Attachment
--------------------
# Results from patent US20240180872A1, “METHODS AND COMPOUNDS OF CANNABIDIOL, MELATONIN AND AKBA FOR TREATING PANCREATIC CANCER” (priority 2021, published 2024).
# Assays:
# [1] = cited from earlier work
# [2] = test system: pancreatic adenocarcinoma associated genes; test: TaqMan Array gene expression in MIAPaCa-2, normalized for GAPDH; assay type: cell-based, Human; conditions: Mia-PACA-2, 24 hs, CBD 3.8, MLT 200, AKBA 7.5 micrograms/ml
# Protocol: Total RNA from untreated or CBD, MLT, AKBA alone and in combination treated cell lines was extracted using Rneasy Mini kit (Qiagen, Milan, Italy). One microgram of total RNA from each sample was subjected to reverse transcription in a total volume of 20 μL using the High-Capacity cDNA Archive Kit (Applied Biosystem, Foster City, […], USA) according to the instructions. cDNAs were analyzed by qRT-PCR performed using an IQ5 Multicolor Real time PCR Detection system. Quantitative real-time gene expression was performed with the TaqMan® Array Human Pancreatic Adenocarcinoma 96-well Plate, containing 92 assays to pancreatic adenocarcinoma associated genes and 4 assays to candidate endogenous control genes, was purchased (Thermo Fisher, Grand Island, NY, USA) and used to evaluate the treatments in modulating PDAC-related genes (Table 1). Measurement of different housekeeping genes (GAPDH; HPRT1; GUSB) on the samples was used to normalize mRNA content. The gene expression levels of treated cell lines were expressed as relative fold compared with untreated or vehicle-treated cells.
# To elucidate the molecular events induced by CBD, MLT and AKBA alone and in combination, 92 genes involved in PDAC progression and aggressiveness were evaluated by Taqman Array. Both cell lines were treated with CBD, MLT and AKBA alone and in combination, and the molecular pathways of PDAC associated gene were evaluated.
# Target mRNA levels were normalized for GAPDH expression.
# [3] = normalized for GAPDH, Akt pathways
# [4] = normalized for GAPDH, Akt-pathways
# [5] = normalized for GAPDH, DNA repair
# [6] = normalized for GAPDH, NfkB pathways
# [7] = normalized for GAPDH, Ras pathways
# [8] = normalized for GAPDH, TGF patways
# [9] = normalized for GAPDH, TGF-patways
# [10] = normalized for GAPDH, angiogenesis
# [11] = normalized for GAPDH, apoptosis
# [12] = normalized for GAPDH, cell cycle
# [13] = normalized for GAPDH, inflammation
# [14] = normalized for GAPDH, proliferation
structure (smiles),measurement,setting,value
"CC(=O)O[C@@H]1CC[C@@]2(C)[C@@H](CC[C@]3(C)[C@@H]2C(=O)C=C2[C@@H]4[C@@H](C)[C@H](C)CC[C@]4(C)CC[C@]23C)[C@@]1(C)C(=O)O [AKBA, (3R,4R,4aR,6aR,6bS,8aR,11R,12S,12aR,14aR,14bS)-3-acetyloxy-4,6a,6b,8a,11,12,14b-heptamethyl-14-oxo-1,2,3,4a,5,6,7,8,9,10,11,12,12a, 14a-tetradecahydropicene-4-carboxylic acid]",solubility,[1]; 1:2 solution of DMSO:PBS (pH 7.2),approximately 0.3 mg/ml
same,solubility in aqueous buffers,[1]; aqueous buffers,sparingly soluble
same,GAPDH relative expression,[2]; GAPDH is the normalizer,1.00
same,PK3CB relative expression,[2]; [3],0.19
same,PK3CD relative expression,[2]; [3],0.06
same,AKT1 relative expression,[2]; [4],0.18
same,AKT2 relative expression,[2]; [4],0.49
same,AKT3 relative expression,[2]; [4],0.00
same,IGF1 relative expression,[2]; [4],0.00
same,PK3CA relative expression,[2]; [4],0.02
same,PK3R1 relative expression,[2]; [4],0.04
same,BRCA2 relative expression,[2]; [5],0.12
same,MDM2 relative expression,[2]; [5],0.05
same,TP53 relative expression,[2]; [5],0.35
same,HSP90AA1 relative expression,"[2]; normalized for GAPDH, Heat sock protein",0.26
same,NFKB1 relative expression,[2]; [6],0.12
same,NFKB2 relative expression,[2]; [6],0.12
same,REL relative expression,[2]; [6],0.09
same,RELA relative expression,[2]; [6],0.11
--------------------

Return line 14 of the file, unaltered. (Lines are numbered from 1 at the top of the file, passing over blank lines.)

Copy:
# [9] = normalized for GAPDH, TGF-patways